Japanese all over the world are not taking it lightly with media personality, Kim Kardashian after her recent announcement of an underwear line she called “Kimono”. Alhough the collection is not out, the reality TV star is already receiving a lot of bash from the culture conscious Japanese citizens.
A day after the new line of slimming undergarments called Kimono Solutionwear was announced, some Japanese people expressed their displeasure with the reality star’s use of the word kimono to sell her latest product. They accused her of appropriating an item — and an idea — central to Japanese culture in an attempt at cute wordplay and consumerism.
Kardashian West announced the project on Twitter on Tuesday, saying it was coming soon. The product, which does not resemble a kimono, is shapewear for women in nine different shades and an array of sizes that is intended to help women feel more confident.
“Finally I can share with you guys this project that I have been developing for the last year. I’ve been passionate about this for 15 years. Kimono is my take on shapewear and solutions for women that actually work,”
Finally I can share with you guys this project that I have been developing for the last year.
I’ve been passionate about this for 15 years.
Kimono is my take on shapewear and solutions for women that actually work.
Photos by Vanessa Beecroft pic.twitter.com/YAACrRltX3
— Kim Kardashian West (@KimKardashian) June 25, 2019
In Japan, the word kimono, which means “thing to wear on the shoulders,” is a central part of national culture. It is a gown that is tied with a sash and has been worn by both men and women for generations.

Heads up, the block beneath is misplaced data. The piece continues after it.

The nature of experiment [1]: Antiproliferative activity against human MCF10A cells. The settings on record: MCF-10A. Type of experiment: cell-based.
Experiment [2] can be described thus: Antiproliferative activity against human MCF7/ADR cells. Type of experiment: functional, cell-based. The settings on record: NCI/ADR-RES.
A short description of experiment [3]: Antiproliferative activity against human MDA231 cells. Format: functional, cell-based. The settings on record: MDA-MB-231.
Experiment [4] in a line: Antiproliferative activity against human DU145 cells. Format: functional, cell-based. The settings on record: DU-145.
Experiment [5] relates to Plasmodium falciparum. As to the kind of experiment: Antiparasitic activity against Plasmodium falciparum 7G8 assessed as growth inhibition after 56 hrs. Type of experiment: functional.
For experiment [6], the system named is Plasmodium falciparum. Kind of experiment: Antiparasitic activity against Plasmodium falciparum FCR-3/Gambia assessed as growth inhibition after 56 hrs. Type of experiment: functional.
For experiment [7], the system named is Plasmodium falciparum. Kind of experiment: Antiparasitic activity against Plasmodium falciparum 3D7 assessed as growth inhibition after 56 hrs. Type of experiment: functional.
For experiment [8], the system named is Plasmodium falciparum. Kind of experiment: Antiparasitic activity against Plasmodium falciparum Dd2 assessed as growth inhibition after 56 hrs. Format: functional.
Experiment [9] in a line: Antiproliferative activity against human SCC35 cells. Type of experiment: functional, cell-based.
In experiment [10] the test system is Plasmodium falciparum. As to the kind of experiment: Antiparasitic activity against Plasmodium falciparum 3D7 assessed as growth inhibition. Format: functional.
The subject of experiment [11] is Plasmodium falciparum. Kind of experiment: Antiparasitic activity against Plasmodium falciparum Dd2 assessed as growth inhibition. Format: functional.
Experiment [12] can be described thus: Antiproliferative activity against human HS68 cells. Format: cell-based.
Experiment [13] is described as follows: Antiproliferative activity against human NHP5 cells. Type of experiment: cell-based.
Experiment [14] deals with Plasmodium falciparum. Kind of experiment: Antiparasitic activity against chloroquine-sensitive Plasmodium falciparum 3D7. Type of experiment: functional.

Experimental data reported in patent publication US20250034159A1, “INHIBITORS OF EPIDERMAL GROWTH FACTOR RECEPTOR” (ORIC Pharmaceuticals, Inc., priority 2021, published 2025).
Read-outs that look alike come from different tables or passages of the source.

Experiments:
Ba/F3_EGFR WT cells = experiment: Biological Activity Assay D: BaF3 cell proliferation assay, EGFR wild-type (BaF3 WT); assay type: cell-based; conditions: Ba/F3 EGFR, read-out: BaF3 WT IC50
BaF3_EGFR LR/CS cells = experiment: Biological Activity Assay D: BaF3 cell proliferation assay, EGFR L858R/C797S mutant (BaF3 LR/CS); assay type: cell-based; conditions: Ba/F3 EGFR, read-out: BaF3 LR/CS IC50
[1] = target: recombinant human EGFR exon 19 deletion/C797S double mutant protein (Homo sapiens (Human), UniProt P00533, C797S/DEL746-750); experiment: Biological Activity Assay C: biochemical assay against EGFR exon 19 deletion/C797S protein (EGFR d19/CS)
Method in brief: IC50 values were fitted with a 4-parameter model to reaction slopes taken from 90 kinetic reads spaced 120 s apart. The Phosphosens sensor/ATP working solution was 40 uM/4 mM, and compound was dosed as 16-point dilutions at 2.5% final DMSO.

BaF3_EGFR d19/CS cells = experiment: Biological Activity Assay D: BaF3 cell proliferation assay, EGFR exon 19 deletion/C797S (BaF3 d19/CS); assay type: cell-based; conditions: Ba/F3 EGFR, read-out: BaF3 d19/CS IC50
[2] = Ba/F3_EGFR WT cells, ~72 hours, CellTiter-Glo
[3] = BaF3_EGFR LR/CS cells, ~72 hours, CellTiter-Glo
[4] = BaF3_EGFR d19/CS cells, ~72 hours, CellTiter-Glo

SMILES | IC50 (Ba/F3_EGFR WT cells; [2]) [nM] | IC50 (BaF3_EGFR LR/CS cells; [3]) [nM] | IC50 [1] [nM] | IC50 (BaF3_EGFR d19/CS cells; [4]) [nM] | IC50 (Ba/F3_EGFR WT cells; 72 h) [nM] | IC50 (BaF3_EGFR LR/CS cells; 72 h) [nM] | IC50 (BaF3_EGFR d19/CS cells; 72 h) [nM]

On social media, angry users accused the reality star of disrespecting Japanese culture and stealing the name of their traditional dress.
“This is blasphemy against Japanese culture. Can’t someone from kimono-related organizations protest? This is terrible,” tweeted Masahito Sato, an editor and writer.
Many used the hashtag #KimOhNo to express their disgust and disappointment.
— 渡邉葉 (@YoWatShiinaEsq) June 26, 2019
— Tamlyn Tomita (@thetamlyntomita) June 25, 2019
A little more context for why I think this is problematic.
"We wear kimonos to celebrate health and growth of children, coming of age, celebrating engagements and marriages, graduations, at funerals.
It's celebratory wear, and has significance to our culture." pic.twitter.com/hBA7PWbwgl
— Yuka Ohishi (@0oyukao0) June 26, 2019
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